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Nevertheless, their most obvious attribute is their size. Japanese manufacturers appear to have embraced mini—everything in a way that sometimes seems a little alien elsewhere. But then we come to the issue of the rear panel. If Roland are hoping that these synths will attract the pros, they should have designed them with sturdier sockets. In the meantime, perhaps a dedicated case would help, not only to hold the synths in place and to protect them cosmetically, but also to provide supports and restraints for the cables.

Perhaps a micro—USB power supply would be the solution, but nowhere do Roland say whether this would be safe or not. Clarification please! Those who have a use for it can buy it; those for whom it would be an unwanted appendage can ignore it. The optional K25m keyboard gives you two octaves of mini keys if you want them. Putting all of these thoughts together, I wonder how many players would be willing to pay more for versions that were rather less boutique but with full—sized keyboards, double the polyphony, larger controls, integrated power supplies, and robust sockets?


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In the meantime, the existing range provides the sounds of these three classics in a format that a new generation of music—makers will find convenient and affordable. Are they going to build a few thousand and then stop? If so, this begs the question of what they would then do with the technology.

Whatever the future holds, I expect that some potential purchasers will wait to see what happens before handing over any cash, which is probably the opposite of what Roland intended. That would serve you right; despite the recent announcement of their System modules, at no time have Roland ever hinted that they intend to return to building large—scale, integrated analogue synths. But one could argue that, with these Boutique synths, the company have done the next best thing. I doubt it Looking at them alongside the Aira series and the forthcoming System modules, it seems to me that Roland are in the process of rediscovering their mojo.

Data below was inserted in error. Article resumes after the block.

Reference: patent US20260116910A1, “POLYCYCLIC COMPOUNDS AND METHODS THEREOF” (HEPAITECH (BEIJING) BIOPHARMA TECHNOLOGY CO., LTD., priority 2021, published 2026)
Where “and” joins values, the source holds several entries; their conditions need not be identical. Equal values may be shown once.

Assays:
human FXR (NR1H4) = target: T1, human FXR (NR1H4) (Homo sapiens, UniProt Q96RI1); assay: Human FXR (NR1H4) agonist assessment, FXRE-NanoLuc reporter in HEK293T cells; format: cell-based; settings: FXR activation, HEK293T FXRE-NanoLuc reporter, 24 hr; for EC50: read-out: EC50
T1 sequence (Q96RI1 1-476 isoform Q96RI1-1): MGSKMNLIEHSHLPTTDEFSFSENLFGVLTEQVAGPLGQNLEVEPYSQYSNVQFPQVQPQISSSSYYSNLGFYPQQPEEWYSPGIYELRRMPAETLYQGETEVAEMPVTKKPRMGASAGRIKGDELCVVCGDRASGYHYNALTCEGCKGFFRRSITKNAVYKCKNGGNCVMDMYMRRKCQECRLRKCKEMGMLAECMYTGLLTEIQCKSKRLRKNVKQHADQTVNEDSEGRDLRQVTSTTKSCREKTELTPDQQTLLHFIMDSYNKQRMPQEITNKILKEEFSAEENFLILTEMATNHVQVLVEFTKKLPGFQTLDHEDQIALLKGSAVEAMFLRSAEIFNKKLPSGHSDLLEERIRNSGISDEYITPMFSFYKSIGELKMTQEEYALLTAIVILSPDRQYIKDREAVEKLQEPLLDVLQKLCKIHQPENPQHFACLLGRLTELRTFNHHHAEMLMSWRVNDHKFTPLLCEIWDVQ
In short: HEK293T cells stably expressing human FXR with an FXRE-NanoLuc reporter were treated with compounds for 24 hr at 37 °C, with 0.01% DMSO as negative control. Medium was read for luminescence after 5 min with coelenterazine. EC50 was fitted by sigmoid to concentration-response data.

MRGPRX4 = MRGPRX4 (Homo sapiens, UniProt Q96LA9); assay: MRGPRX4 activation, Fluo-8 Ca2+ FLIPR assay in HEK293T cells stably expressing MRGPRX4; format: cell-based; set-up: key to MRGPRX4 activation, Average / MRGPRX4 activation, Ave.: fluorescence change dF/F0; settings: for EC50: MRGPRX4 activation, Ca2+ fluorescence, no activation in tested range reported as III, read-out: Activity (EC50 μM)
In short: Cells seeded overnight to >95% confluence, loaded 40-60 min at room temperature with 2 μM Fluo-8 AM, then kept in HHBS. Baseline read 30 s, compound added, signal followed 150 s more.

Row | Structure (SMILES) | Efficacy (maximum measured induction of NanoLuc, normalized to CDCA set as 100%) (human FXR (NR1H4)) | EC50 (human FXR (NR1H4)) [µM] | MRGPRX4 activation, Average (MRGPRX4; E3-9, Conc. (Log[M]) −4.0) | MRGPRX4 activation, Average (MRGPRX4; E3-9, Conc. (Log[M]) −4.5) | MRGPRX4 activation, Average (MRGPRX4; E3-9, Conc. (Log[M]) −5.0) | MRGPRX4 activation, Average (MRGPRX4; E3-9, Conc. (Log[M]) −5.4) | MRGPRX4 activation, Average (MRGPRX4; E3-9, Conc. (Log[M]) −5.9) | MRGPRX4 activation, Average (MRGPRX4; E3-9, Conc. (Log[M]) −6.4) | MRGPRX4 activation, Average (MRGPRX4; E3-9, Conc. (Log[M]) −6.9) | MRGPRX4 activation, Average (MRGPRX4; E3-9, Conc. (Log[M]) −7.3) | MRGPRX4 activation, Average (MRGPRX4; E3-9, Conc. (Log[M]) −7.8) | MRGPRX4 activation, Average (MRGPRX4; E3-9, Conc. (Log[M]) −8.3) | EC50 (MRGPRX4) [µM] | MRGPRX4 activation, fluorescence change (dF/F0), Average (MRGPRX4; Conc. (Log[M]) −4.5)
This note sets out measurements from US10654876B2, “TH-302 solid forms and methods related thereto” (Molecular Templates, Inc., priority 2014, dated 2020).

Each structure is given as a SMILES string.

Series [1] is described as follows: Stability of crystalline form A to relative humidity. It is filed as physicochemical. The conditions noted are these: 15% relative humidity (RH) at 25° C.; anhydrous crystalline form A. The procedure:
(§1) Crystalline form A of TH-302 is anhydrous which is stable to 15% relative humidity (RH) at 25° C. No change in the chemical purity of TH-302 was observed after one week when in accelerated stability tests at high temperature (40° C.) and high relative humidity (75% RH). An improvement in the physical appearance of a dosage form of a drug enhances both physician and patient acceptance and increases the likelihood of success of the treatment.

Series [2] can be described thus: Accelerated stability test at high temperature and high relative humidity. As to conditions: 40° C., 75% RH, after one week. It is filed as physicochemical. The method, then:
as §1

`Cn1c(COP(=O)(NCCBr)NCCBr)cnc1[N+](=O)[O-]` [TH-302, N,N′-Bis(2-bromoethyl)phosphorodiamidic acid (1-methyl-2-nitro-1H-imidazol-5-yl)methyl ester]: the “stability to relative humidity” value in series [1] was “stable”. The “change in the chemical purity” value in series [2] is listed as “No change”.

Why should anyone want to complain about that? So here are some conclusions that I reached through a lot of experimentation, many of which have since been confirmed by Roland Europe. Perhaps most obviously, none of the front—panel controls on these synths generate or respond to MIDI CCs, which precludes control using the knobs and faders that adorn most modern MIDI controllers. I suspect that the reason behind this is technological; either the ACB sound engine is already stressing the CPU and additional features may not have been possible without cutting corners elsewhere, or the development had reached its limit in terms of time and cost.

Nonetheless, there is hope. In principle, therefore, it should be possible to write editors for each of the synths. This happened when Roland published the SysEx specification for the Aira TB3, converting it from a largely preset bass synth into something much more flexible.

That would be a shame both for us and for Roland because, without MIDI Sync, the market for the Boutique synths is going to be smaller than the company would otherwise hope.

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Fingers crossed My thanks to Roland Europe Group for confirming my initial findings and clarifying these issues with me. Check in Check out When is check-in time and check-out time at Unaytambo Boutique Hotel? Does Unaytambo Boutique Hotel offer free parking? No, Unaytambo Boutique Hotel does not offer free parking. Does Unaytambo Boutique Hotel offer free airport shuttle service? Yes, Unaytambo Boutique Hotel offers free airport shuttle service. How far is Unaytambo Boutique Hotel from the airport? Can you bring pets to Unaytambo Boutique Hotel? No, pets are not allowed at Unaytambo Boutique Hotel.

Does Unaytambo Boutique Hotel have a pool? No, Unaytambo Boutique Hotel does not have a pool on-site. Photos All photos Bathroom 1. Bedroom 8.